Background Re-engineering the built environment to influence behaviors associated with physical activity potentially provides an opportunity to promote healthier lifestyles at a population level. Here we present evidence from two quasi-experimental field studies in which we tested a novel, yet deceptively simple, intervention designed to alter perception of, and walking behavior associated with, stairs in an urban area.
Objectives Our objectives were to examine whether adjusting a stair banister has an influence on perceptions of stair steepness or on walking behavior when approaching the stairs.
Methods In study 1, we asked participants (n = 143) to visually estimate the steepness of a set of stairs viewed from the top, when the stair banister was adjusted so that it converged with or diverged from the stairs (± 1.91°) or remained neutral (± 0°). In study 2, the walking behavior of participants (n = 36) was filmed as they approached the stairs to descend, unaware of whether the banister converged, diverged, or was neutral.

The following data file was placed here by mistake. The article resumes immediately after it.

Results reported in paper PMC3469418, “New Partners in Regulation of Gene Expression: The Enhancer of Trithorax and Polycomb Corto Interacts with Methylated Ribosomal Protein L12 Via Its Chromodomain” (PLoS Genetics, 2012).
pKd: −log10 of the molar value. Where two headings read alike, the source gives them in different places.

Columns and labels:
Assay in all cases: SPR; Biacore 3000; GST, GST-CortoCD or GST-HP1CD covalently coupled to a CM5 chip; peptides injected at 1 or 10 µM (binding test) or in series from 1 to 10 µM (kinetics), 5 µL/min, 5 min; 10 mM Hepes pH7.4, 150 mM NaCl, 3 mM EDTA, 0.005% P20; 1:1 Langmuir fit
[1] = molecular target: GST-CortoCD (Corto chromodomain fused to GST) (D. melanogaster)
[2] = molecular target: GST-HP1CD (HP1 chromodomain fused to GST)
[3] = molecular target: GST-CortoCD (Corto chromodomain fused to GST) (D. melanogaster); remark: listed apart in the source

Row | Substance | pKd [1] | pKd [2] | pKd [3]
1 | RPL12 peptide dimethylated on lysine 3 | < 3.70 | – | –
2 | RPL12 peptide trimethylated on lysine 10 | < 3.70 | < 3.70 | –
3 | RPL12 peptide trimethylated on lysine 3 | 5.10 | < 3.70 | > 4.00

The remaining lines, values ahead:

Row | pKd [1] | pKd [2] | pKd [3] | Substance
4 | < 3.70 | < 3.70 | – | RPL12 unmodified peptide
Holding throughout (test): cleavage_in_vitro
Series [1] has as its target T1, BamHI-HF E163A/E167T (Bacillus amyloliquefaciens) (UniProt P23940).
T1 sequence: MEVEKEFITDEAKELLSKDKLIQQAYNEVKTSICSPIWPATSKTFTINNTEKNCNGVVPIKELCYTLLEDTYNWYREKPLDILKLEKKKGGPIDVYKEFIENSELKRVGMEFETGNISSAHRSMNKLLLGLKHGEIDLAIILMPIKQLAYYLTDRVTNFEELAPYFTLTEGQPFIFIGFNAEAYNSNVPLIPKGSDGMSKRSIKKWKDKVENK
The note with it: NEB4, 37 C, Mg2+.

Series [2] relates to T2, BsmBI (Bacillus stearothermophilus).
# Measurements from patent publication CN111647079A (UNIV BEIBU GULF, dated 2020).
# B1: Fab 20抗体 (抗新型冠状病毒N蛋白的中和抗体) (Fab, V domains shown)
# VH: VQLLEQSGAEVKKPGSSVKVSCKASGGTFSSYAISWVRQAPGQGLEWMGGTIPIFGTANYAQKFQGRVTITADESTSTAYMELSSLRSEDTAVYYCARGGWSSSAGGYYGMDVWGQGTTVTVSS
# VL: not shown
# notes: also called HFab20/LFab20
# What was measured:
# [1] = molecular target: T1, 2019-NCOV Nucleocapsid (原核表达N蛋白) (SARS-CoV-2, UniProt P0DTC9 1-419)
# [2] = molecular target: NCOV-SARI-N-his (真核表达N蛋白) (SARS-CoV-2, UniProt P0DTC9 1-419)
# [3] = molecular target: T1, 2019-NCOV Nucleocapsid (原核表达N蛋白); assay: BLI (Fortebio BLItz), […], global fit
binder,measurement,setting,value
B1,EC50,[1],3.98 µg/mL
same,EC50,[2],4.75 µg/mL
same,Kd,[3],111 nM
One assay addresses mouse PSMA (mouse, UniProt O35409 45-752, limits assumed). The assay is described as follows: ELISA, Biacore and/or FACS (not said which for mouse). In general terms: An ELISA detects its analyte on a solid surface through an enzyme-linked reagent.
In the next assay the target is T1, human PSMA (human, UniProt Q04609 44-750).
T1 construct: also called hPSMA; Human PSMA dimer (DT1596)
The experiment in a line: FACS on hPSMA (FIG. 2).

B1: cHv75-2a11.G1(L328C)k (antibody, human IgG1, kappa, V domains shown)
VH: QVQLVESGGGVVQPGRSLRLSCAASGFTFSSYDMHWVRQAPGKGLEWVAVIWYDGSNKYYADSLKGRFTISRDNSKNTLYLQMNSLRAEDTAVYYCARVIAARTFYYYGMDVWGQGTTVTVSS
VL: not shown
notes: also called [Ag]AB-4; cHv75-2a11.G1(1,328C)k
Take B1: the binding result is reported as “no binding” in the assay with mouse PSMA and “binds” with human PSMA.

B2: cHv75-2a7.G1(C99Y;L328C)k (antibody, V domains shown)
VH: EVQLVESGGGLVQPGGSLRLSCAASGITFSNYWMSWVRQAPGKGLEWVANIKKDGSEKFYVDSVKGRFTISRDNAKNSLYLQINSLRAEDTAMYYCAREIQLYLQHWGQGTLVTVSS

Results In study 1, participants estimated the stairs to be steeper if the banister diverged from, rather than converged with, the stairs. The effect was greater when participants were unaware of the adjustment. In study 2, walking speed was significantly slower when the banister diverged from, rather than converged with, the stairs.
Conclusions These findings encourage us to speculate about the potential to economically re-engineer features of the built environment to provide opportunities for action (affordances) that invite physical activity behavior or even promote safer navigation of the environment. Copyright © 2018 Springer International Publishing AG, part of Springer Nature.